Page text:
need to make you better first.
I always say
there's nothing like your own bed
and your own toilet when you're poorly.
You'll soon pick up.
The pain is better,
and my thoughts are clear.
I'm feeling very fortunate.
I know you probably don't want
to discuss this yet.
But when you're ready,
I can help you with advice on
how to avoid unwanted pregnancy.
Unwanted pregnancy?
Sorry. I could have put that better.
Yes, you could.
I understand.
My whole life,
I've been waiting to be a mother.
It's what we're told women do.
It's all we know.
This news changes everything I am.
You understand nothing.
Have a pleasant day, sir.
MATTHEW: Charming.
Ah, you get used to impatient motorists,
working as a lollipop man.
I find that a sunny smile
usually unnerves them.
I wondered if you'd ever consider
offering driving lessons.
I've been teaching Trixie myself,
but, er, I'm extremely busy with work
and I don't really have
the time to spare.
I'd remunerate you
for your troubles, of course.
Though I'd appreciate if you offered
without mentioning
we'd had a conversation about it.
I'd be delighted to teach her to drive,
and no re required.
Thanks. Er
You might reconsider the offer
after the first lesson.
Look, I told you last time, Pastor, I
don't give the Holy Spirit house room.
And I'm not calling in that capacity.
I've been sent by the housing
officer to assess your flat.
There are several ways
the water could be getting in.
If you don't object,
I'd like to take some photographs.
SCOFFS: For all the good it'll do.
When I complained, the housing
officer made out it was my fault.
I can assure you
my report will state otherwise.
Hello, Sister, come on in.
Sister Veronica sent us round
with some forms for Mrs Bristow.
She just told me you weren't
impressed by the mould situation.
I am disgusted by the mould situation.
If you don't mind, ladies,
I need to look behind the bed.
Er what is that?
Stachybotrys chartarum.
It's a highly toxic black fungus
you find in drywall construction.
It roots in the plaster
and feeds on the moisture
before releasing spores.
That won't just be on the wall,
it'll be on the mattress.
This has to go.
It'll make everyone in this flat ill.
All I ever did was clean.
The mould is not your fault, Mrs Bristow.
It is the fault of bad building
and worse management.
As Rachel Carson said
in her book Silent Spring,
if humankind poisons nature,
nature will, in turn, poison humankind.
And as my grandma used to say
in Trinidad,
is it the pig who makes the sty,
or the sty who makes the pig?
I can't see much out of the back window.
Yeah, it's probably more important
to look out of the front.
It's all right. Take your time.
Er Whoa, that's
I think technically
you'd call that a stop.
But early days.
Don't worry. Practice makes perfect.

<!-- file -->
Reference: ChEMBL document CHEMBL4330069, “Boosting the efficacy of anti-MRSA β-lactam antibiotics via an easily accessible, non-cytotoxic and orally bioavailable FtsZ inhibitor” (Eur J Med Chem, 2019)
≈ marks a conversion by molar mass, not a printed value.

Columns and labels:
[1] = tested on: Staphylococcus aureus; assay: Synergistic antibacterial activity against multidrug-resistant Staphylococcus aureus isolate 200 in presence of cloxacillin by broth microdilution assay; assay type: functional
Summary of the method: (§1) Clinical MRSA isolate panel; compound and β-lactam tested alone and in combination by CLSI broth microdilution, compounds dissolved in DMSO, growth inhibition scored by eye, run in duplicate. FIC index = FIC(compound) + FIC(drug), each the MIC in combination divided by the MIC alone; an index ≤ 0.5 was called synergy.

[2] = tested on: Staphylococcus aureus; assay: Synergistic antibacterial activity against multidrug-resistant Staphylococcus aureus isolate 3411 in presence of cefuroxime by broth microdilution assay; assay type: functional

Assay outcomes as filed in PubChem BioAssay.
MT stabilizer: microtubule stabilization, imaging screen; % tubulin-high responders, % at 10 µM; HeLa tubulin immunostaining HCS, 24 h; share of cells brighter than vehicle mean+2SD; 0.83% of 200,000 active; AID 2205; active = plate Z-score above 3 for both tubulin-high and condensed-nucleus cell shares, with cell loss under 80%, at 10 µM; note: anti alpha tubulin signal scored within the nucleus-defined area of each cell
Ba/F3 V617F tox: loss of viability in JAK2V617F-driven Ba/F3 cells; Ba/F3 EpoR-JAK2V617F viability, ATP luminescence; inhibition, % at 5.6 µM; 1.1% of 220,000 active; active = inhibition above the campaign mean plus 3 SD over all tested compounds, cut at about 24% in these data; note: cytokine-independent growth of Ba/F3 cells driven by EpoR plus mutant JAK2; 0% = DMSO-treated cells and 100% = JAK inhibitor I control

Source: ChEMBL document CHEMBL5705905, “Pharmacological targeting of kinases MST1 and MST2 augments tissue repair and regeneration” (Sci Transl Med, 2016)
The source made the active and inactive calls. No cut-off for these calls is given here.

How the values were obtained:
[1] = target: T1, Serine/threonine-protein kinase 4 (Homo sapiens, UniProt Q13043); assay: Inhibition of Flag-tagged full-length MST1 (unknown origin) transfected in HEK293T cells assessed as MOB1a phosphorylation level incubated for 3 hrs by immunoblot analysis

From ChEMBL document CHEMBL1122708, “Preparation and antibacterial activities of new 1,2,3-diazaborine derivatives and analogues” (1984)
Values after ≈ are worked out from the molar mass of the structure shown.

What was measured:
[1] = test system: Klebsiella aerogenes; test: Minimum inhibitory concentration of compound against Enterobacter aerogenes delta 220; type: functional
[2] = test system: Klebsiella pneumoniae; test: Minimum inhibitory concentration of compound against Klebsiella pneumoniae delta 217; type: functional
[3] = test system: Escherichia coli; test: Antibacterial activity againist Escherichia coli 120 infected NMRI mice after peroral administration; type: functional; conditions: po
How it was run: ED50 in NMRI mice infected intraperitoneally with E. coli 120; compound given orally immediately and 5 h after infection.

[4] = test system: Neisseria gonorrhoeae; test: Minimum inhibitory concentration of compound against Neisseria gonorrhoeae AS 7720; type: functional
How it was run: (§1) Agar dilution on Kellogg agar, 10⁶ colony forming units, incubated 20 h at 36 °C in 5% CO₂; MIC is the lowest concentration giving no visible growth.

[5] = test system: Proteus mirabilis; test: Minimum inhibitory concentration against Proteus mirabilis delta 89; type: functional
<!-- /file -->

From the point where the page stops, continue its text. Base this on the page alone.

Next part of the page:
Thank you, Fred.
In time with the bounce, Colette.
It'll help the words stick.
"Such as Peter, Augustus,
"Alonzo, or James,
"Such as Victor or Jonathan"
Kissed the girls and made them cry.
"Or Bill Bailey -
"All of them sensible everyday names."
Let's leave it there for tonight.
But you're doing so well.
And with all those sponsors,
I'm sure you're going to make
lots of cats very happy.
National assistance forms.
I feel like a beggar. I feel like
I'm asking for charity.
I've been to the flat above,
the flat below,
and the flats on either side.
They're all bad,
but none as bad as yours.
I keep thinking that
I don't want Tracey to come home.
I'd rather she stayed in hospital
where she isn't getting poison
in her lungs.
What kind of mother does that make me?
A mother in an impossible situation.
I can't even afford a new mattress.
She's going to have to sleep
on the settee cushions.
Not if you fill in these forms
and accept this money.
Mrs Bristow, your children have
the right to a decent home.
Their father let them down.
Society must not do that.
There was mould in Trinidad,
just like there is here,
and we painted over it too.
Bright pink, ochre,
turquoise blue.
It came back again and again,
like the rust on the roof.
The mould in Ireland was always green.
You could call it patriotic, at a pinch!
It's why I love hospitals.
That beautiful smell of antiseptic.
The squeak of the spotless lino
underneath your shoes.
Everything is so safe
and so under control.
You really do want to be a matron,
don't you?
But Edna Bristow's case
has made me think.
Can you really nurse a person
if you don't know who they are?
Can you do your best work
if you don't know where they come from
or what they'll go home to?
I called in at the nurses' hostel
to follow up on the leaflets
I left there,
and there's going to be
an enormous turnout
for the Imperial meeting.
Almost enough to fill a chartered coach!
- You're going to charter a coach?
- No, we can't afford to.
But 23 of us are going to meet
at the Poplar tube.
Make that 24.
25. Just
don't tell Nurse Crane.
You can't sleep on the sofa for ever.
Well, I can hardly put her
back in the bedroom.
She's only just been discharged
from hospital.
And she's on oral antibiotics?
Mm. For another week.
This is quite simply unacceptable.
Third time lucky!
JOYCE: Yes, Trixie!
MATTHEW: Trixie.
Sorry, I was just, um
Me too.
You're fiddling with your ear.
That almost always means
you're hiding something.
Right. Well, I'd best be off.
Um, Violet needs me to do something
down at the old, uh, shop.
BOTH: I asked Fred to
- give me driving lessons.
- give you driving lessons.
VIOLET: I shall be raising this at
the next Housing Committee meeting,
which happens to be tomorrow.